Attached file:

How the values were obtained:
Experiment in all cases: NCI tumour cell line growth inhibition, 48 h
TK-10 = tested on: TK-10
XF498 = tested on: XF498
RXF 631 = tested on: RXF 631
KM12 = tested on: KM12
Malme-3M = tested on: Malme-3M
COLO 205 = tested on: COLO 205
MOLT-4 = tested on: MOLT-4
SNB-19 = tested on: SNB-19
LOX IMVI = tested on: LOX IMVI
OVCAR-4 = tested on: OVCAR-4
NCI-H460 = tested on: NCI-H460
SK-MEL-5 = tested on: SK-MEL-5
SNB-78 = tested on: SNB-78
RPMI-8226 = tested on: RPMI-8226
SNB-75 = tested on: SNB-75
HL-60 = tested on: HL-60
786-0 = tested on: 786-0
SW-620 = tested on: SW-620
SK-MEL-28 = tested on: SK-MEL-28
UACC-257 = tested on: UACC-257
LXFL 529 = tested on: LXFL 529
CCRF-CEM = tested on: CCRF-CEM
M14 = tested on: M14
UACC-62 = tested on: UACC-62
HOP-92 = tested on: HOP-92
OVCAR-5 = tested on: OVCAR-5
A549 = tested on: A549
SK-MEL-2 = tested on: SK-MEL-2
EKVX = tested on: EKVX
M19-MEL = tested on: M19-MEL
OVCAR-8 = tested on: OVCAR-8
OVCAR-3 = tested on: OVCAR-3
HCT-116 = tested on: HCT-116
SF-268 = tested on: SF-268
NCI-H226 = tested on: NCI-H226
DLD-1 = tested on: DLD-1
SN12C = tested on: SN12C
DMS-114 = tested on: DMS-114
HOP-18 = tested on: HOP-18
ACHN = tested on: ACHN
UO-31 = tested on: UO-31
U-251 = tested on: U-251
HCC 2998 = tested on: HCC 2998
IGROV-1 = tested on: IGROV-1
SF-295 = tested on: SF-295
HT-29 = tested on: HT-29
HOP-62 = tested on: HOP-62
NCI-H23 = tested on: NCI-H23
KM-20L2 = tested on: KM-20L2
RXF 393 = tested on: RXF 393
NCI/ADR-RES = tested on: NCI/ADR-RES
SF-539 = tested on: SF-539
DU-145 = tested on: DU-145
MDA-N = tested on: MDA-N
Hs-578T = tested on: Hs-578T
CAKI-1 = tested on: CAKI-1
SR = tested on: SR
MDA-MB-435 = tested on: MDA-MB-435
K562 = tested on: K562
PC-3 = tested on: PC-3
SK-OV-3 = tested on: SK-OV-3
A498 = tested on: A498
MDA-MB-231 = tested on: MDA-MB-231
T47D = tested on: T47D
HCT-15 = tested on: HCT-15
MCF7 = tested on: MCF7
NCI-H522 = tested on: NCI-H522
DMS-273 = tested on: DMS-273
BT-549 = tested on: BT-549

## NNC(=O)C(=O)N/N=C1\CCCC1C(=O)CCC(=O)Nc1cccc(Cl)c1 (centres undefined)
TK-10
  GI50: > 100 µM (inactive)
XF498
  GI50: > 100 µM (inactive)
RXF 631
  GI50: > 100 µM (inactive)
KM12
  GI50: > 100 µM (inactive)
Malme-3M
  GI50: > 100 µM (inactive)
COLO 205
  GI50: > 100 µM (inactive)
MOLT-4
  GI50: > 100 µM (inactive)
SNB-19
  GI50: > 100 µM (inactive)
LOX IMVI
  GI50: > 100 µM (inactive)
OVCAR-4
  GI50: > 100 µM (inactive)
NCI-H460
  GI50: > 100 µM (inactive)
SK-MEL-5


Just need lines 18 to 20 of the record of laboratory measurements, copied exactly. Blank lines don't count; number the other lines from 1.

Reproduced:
HL-60 = tested on: HL-60
786-0 = tested on: 786-0
SW-620 = tested on: SW-620